It is critical that the AP develops the farm’s baseline energy consumption and has their M&V Plan approved by the Essential Services Commission (ESC[5]) before picking up any tools or purchasing any equipment. If the project commences before approval to participate in the VEU program, the project is automatically ineligible.


Involving the AP in the process as early as possible ensures they can explain the process for participating in the VEU program and let you know what is needed along the way. One of the challenges in agriculture is understanding annual growth cycles and farming activities sufficiently well to estimate efficiency gains over a baseline.

This can be particularly difficult when it comes to irrigation. It is important to have sufficient water volume data that can be aligned with electrical consumption data. Irrigation projects at other farms have been ineligible to participate in the VEU program because there was insufficient water volume data (for example, one farm only recorded water use from a bore for the entire irrigating season, which was insufficient). It is recommended that, at minimum, monthly readings of water volumes are taken.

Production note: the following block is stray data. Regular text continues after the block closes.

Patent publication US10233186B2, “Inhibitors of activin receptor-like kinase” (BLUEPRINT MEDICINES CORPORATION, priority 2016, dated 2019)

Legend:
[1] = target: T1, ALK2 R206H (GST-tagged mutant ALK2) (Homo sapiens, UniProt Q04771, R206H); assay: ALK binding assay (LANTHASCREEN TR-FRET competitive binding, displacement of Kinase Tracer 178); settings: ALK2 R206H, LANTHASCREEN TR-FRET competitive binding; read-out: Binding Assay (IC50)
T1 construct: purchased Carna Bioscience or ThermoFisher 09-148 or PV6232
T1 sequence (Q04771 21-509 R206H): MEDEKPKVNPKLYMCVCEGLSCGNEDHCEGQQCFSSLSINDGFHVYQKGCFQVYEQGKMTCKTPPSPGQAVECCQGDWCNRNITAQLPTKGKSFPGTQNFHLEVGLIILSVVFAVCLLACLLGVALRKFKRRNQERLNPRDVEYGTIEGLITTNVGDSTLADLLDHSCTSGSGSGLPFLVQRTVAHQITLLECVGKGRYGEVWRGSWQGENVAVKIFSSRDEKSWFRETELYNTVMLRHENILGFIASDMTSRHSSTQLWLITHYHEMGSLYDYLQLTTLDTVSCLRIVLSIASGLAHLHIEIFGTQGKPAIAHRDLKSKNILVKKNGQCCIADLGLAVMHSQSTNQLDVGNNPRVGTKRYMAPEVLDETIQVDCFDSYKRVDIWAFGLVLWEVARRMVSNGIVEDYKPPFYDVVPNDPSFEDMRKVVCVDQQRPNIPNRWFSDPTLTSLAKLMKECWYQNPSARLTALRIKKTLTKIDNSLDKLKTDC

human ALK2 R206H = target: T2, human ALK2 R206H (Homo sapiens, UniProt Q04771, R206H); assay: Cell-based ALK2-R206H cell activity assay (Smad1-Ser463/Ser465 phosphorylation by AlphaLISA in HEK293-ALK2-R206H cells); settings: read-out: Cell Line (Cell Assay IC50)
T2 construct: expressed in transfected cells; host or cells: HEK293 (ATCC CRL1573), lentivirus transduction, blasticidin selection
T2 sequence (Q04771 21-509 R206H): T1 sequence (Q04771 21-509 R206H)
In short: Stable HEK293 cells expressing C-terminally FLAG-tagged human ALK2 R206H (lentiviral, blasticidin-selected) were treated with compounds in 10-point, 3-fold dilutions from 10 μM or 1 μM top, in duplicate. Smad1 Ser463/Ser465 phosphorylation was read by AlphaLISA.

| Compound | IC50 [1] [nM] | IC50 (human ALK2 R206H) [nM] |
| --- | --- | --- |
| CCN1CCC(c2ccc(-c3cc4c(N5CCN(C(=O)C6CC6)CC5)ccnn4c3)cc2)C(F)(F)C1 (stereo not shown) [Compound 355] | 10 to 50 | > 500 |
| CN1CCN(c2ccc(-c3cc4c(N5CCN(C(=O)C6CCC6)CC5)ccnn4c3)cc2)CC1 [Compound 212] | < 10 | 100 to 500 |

Through regular communication with the AP, a suitable energy model and energy baseline was determined from the monthly water and electricity consumption data, allowing the project to generate VEECs.


[1] VEECs are sold by an Accredited Person on behalf of the farmer to recoup some of the costs of the project.

[2] tonnes of carbon dioxide equivalent.

[3] Similar to other brokerage services, APs often do not require up-front payment, and instead take a pre-determined portion of the VEEC sale price. However, APs can also offer different commercial arrangements.

[4] Electrical interval data can be requested from your retailer or your local network provider, and the AP can guide you through this process.

[5] The ESC decides whether or not a project is eligible to participate in the VEU program, and APs deal directly with the ESC on behalf of the farmer.


How does the VEU program work?

List of APs:  

Agriculture Victoria website:

VEU Website: